Extraterritorial disclosure—post-judgment
Extraterritorial disclosure—post-judgment

The following Dispute Resolution guidance note provides comprehensive and up to date legal information covering:

  • Extraterritorial disclosure—post-judgment
  • Court's jurisdiction
  • Application linked to freezing injunction
  • Stand-alone application
  • What disclosure will the court order?
  • The test
  • How to apply

This Practice Note considers how a judgment creditor can obtain information about a judgment debtor's assets that are located overseas. Extraterritorial post-judgment disclosure is usually ordered in conjunction with a freezing injunction, though it can be ordered on a stand-alone basis.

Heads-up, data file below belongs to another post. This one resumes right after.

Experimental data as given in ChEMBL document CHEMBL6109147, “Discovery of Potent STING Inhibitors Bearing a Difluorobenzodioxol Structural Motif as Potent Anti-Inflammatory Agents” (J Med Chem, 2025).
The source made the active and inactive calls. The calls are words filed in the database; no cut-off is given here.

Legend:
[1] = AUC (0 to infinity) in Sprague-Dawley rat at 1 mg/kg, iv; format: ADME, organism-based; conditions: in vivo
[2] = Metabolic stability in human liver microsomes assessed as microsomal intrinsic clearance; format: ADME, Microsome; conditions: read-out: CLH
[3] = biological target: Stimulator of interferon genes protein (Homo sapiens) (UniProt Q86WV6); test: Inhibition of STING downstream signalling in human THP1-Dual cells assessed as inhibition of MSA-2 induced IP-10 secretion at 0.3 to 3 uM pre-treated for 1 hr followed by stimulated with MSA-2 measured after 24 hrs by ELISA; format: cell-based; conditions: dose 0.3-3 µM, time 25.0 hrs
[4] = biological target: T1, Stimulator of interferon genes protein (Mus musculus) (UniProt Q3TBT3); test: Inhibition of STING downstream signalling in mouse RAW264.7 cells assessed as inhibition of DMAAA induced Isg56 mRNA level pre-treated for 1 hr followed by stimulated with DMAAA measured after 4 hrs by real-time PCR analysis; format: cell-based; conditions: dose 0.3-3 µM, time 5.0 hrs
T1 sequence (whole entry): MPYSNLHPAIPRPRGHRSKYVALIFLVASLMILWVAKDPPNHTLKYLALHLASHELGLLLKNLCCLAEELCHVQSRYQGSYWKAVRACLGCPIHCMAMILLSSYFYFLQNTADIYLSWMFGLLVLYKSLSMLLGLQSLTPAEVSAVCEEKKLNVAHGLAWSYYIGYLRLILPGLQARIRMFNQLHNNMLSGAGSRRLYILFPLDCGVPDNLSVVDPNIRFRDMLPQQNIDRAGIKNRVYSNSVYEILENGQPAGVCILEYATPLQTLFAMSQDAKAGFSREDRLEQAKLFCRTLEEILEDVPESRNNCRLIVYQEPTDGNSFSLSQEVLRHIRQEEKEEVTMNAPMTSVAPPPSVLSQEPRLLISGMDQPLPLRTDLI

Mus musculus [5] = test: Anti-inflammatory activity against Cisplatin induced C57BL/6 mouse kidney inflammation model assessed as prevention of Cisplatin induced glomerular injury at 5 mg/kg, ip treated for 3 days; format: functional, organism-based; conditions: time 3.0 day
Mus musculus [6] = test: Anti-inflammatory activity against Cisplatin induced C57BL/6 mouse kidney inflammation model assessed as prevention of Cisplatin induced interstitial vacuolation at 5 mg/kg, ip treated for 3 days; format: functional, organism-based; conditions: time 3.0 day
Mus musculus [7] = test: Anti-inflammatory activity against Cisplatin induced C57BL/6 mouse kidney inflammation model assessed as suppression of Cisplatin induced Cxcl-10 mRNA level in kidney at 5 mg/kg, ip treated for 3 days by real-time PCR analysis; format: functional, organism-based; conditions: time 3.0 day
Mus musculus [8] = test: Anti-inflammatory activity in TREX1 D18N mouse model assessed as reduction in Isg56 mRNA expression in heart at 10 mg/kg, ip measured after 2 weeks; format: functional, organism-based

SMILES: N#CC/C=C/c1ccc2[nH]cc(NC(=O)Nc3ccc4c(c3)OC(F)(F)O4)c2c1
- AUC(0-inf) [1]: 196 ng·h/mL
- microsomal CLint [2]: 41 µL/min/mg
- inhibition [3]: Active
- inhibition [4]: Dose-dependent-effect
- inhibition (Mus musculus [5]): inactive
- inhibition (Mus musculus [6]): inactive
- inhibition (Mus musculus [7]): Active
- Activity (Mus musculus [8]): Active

In this Practice Note the Senior Courts Act 1981 is referred to as SCA 1981.

Court's jurisdiction

The court has jurisdiction to order disclosure post-judgment under section 37 of the SCA 1981 (formerly the Supreme Court Act 1981). While section 37 does not state on its face that it applies to disclosure, in Maclaine, the court held that the section gave the court power to make any ancillary order, including an order for disclosure to ensure the effectiveness of another order of the court. In Gulati (see para 707 of the judgment), the court was also of the opinion that it had jurisdiction to make post judgment disclosure orders. In this case the claimants had requested the court to order a post judgment inquiry/disclosure in a privacy claim (as opposed to for the purposes of enforcement) and the judge did not rely on section 37 as authority for the power to make such an order, but stated that this was within the court's equitable jurisdiction, although he declined to make the order on the particular facts of the case..

Under CPR